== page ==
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A Mother and a Nurse

Rodriguez, Kristy, MSN, RN-BC

AJN The American Journal of Nursing: January 2019 - Volume 119 - Issue 1 - p 59
doi: 10.1097/01.NAJ.0000552615.89028.9f
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Updated several times a week with posts by a wide variety of authors, AJN's blog Off the Charts allows us to provide more timely—and often more personal—perspectives on professional, policy, and clinical issues. Best of the Blog will be a regular column to draw the attention of AJN readers to posts we think deserve a wider audience. To read more, please visit: www.ajnoffthecharts.com.

Kristy Rodriguez works as a nurse in Florida. Off the Charts is coordinated by Jacob Molyneux, senior editor: jacob.molyneux@wolterskluwer.com.

As a mother and a nurse, I have often wondered whether to inform others in a health care setting that I am a nurse. I say this because it can go either way: some nurses consider it a blessing that they can easily explain things to you, while others may take it as a threat. And I understand these concerns. As a nurse I have come in contact with both attitudes—the helpful and the threatening—among family members and patients who work in health care. It can be helpful when they understand at least the basics and are eager to learn; on the other hand, it can be a nightmare when they say “I'm a nurse” as a kind of threat.

My story started about three years ago, a day my son's life would forever be changed, and mine with it. It was the spring of 2012 and my son was 12 years old. A stomach virus had recently swept through our house and sickened my son and his sisters. All three children were seen at the clinic for their symptoms. We were told it was viral and the normal treatment was hydration and waiting for the symptoms to resolve. My daughters’ health returned to normal, but my son remained sick. He continued to have episodes of nausea and vomiting over the three weeks that followed.

The day before he was to return to the clinic for a third visit, he came home from school crying and showed me his finger. He would sometimes bite his nails, and I saw that he had an infection alongside the nail bed on his thumb. Since he had his appointment in the morning, we placed warm compresses on his finger overnight.

On this visit, the NP suggested that his acid reflux might have returned and that this was why he continued vomiting. The first course of action, she said, should be a GI consult. But while my son had a history of acid reflux, he'd been off his medication for some time now, and his symptoms had resolved with age.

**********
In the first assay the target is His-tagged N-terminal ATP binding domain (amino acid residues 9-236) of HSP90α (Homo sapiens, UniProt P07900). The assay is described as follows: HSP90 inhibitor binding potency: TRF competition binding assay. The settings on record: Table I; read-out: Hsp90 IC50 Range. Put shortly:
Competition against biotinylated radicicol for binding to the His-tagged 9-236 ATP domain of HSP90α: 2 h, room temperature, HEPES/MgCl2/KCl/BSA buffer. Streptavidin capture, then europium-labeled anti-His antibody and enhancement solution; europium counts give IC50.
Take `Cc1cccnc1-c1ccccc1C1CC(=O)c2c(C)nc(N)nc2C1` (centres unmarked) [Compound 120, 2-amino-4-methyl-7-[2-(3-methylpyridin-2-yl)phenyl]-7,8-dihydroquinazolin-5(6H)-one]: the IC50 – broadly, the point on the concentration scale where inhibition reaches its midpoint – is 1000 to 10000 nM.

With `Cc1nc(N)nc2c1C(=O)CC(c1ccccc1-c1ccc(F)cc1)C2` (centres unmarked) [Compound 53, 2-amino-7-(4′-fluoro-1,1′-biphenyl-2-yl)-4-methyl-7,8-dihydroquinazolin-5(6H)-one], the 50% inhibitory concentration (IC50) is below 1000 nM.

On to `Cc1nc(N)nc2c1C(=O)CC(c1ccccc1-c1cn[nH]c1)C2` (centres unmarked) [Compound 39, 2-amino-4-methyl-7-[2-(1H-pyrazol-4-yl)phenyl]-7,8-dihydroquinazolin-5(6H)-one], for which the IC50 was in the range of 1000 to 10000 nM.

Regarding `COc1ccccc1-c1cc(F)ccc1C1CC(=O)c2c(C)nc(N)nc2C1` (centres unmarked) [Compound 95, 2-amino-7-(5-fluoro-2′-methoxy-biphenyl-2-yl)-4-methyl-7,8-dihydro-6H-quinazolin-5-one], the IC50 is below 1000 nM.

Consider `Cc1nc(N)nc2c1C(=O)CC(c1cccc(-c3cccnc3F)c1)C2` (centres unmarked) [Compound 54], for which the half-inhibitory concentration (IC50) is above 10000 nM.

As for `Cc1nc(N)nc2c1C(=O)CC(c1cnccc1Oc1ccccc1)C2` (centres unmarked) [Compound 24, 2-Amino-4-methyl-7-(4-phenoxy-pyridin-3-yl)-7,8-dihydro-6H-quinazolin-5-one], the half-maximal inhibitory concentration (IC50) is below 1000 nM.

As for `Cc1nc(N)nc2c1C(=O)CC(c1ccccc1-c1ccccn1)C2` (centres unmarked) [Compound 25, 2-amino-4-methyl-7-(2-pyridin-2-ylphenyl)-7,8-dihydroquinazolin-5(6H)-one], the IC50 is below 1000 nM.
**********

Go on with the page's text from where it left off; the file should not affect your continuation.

This visit was on a Thursday preceding the long Memorial Day weekend, and I felt I had to say something. I knew my son and I knew there was more to this than acid reflux. When I started to explain that I had concerns over my son's symptoms, the NP stopped me midsentence and said, “I know you're a nurse, and sometimes we tend to overreact and worry because we are nurses.” She knew I was a nurse because I work for the same health care system and it is flagged within the system that you are an employee.

Although it was upsetting to feel that nothing I said mattered, I renewed my effort to convey my concerns. I told her that he'd been drinking several liters of water a day, despite being a kid who almost never drank water. He was also voiding large amounts all through the night. But what I was most concerned about was that he'd had a 12-pound weight loss over the last few weeks. “I can feel every bump in his spine,” I told her, with tears in my eyes.

“Well,” the NP said at last, “we can check his urine for ketones.” My son gave them a urine sample to test, which immediately revealed high levels of ketones. They then did a spot check of his glycated hemoglobin level and found it was above 14. I'd been crying through all this. Now the NP looked at me and started to cry as well. With regret in her voice, she said she was sorry she hadn't listened to me earlier.

Then she called the physician into the room and everything happened quickly from that point on. We were rushed off to the hospital and my son was admitted. The education began for both of us on how to manage the lifelong condition of type 1 diabetes. Although as a mother I have learned a great deal about diabetes and insulin regimens and carb counting, I think my greatest lesson was as a nurse: to listen to other nurses when they are patients and family members and to recognize that they are not only nurses at that time. To listen to the symptoms they tell you about—not because they are nurses, but because they have experienced them or have witnessed them in their family members. As nurses, we need to support each other in all facets of life.

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